Romantic Novelists' Association

Self-publish, Traditional – Or Both? Kindle Bestseller Nicola May Gives Us Her Opinion

25 February 2021

For Romance Reading Month we wanted a day to celebrate our members who are independent authors. Best selling author Nicola May joins us to talk about her experience as an indie author.

My road to self-published success

It wasn’t until I reached my thirties that my fictional firework was ignited.  It all began with a half-marathon which I was dared to run and a diary that I had started to keep track of my training. I finished the run, didn’t finish the diary but decided as I was actually quite good at it, I would try my hand at writing a romantic comedy novel instead. Carried by the dream that I was now maybe going to be able to publish a book, I was overtaken by a huge passion to succeed.

Not once did I lose sight of writing full-time, in fact I became slightly obsessed with the end goal. Writing during evenings, weekends and holidays in order to get a book to an agent and nearer to that elusive publishing deal became my norm.

After securing the agent, but then failing to get a publisher for many years, the agent dropped me. I did spend time under a small publisher, but I wanted more success, so in 2011 I decided to go it alone and self-publish.

I worked so hard to promote my own books, taking every blog, press and signing opportunity I could. Then in 2019, twenty years after that half-marathon, The Corner Shop in Cockleberry Bay hit the number one slot on Amazon and my dreams of being able to write full time were at last realised.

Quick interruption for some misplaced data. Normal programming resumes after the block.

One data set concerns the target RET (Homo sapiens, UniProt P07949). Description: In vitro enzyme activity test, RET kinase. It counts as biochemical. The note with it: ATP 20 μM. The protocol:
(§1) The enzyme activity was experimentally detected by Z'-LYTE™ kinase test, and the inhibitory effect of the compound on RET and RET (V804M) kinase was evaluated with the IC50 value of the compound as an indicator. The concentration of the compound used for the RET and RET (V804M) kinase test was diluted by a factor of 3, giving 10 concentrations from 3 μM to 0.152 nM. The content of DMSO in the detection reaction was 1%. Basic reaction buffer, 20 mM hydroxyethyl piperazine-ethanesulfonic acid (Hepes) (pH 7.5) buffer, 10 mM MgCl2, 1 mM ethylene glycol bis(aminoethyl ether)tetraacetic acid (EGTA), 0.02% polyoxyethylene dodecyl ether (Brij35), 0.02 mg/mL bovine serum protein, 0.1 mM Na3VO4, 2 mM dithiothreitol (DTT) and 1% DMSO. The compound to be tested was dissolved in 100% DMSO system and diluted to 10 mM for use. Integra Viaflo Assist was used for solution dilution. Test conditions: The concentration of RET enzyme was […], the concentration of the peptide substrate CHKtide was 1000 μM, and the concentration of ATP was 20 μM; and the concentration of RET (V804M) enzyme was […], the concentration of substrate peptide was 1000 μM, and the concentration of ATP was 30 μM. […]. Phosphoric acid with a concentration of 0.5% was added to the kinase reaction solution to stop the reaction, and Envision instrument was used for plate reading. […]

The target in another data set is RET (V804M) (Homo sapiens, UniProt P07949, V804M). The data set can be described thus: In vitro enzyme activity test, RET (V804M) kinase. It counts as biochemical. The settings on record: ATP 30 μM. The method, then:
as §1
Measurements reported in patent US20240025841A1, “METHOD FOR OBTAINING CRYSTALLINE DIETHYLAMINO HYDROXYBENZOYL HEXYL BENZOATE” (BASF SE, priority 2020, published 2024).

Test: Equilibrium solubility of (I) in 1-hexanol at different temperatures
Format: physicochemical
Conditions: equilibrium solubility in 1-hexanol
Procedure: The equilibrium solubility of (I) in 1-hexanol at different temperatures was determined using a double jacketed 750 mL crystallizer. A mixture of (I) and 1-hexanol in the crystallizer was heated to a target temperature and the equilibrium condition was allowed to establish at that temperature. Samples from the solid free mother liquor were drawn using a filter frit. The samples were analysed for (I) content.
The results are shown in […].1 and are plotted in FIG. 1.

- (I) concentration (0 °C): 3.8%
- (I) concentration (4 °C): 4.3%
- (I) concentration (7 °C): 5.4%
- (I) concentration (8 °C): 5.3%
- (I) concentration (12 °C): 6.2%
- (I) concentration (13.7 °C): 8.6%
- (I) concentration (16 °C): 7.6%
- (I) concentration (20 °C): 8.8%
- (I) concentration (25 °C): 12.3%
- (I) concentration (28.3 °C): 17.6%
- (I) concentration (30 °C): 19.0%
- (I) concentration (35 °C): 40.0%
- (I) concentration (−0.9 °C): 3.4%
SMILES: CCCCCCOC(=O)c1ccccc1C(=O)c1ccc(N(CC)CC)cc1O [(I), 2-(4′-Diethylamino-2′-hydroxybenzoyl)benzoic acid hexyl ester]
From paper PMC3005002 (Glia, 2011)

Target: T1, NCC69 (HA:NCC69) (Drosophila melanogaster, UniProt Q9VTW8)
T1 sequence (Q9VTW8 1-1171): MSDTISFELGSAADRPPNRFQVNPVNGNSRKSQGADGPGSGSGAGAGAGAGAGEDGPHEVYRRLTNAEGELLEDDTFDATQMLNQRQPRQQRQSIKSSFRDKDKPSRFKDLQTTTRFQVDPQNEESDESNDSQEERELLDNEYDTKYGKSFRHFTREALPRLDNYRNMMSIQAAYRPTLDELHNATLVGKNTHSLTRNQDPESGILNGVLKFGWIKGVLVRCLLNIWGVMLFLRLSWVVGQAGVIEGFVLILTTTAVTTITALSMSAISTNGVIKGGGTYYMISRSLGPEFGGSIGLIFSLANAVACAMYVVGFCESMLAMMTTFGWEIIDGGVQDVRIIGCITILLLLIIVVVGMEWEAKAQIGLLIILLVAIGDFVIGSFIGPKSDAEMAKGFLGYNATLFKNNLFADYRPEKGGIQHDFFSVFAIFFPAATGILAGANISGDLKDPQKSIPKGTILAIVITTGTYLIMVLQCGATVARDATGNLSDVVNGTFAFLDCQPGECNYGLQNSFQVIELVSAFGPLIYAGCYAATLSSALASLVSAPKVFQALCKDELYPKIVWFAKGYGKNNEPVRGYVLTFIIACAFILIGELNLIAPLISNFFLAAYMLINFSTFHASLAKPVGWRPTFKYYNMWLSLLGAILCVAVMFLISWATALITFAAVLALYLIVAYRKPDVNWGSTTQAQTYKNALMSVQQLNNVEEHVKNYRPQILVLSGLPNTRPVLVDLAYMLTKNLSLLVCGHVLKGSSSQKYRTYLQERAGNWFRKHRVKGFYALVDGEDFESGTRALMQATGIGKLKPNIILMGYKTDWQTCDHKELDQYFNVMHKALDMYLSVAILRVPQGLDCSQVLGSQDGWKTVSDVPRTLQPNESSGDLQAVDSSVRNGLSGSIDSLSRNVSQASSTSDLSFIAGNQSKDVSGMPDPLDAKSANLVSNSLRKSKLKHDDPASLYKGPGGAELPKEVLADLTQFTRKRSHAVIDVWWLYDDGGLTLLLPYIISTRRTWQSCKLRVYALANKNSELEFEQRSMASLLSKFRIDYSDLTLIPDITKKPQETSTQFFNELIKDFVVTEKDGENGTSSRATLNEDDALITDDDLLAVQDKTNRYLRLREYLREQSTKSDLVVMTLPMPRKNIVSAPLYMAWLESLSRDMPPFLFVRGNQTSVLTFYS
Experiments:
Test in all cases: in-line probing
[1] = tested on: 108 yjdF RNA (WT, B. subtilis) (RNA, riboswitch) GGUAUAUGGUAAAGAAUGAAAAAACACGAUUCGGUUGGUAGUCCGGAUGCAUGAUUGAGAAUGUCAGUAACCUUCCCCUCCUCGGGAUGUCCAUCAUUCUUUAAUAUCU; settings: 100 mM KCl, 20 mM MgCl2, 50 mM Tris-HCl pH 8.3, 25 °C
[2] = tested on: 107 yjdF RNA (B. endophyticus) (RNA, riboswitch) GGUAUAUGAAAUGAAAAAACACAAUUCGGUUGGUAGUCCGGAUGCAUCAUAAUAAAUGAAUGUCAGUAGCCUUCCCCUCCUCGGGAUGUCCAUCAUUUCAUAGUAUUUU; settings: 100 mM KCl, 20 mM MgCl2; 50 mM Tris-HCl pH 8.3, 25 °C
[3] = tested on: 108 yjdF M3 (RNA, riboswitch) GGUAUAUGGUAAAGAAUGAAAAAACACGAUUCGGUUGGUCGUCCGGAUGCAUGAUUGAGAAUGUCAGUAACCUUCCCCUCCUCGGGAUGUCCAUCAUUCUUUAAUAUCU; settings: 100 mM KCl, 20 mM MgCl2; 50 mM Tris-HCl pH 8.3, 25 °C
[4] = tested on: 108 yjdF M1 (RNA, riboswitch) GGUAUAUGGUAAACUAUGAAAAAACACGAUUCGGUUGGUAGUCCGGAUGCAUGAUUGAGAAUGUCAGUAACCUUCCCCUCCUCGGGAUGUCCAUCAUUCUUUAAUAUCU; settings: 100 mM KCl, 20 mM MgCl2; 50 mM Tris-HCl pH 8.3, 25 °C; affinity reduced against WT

Why I have now turned to traditional publishing

So, with this massive success as an Indie why am I now turning to a publisher you may ask. I was happy self-publishing and not looking for a traditional publisher but when approached by Hodder, I weighed up the options. The main one is that I have not hit dizzy heights with paperback sales and am only stocked in a handful of high street stores. One of my dreams has been to become a Sunday Times bestselling author. Just to see my name on that list in Culture Magazine would make my Sunday roast taste a whole lot better. With the backing of a mainstream publisher now behind me, I should be able to achieve this. I am no way turning my back on self-publishing. I see my relationship with Hodder as another string to my publishing bow.

Traditional v Indie – pros and cons of each approach

If you are undecided which way you wish you writing career to go, here are some options I weighed up with regards to Traditional v Indie –

Self-publishing pros

Self-publishing cons

Traditional Publishing pros

Traditional Publishing cons

Campaigning for Indies on BBC Radio 4

I have always been frustrated that despite my great indie success there is still an industry snobbery. So, I was delighted when I was asked on to BBC Radio’s 4 You and Yours programme to fight the Indie corner. Described as ‘the invisible bestselling author’ – because at the time self published authors didn’t appear in eBook Charts – I explained why this important issue should be addressed.

I was over the moon when Philip Jones from The Bookseller listened and actioned this important industry breakthrough immediately. The magazine now includes the Bookstat E-Book Top 10 chart, which includes weekly sales from self-published authors. It is another step forward for the recognition of indies and hopefully for the industry and booksellers to further acknowledge that it isn’t just mainstream publishers who snap up talent.

Nicola May is a self-publishing sensation. She’s the author of a dozen romantic comedies, all of which have appeared in the Kindle bestseller charts. In 2019 she hit the #1 Kindle bestseller spot in the UK, across all genres, with The Corner Shop in Cockleberry Bay. It spawned a series or 4 books. Now she’s signed a three-book deal with Hodder.

Welcome to Ferry Lane Market is out on July 22 Welcome to Ferry Lane Market by Nicola May | Hachette UK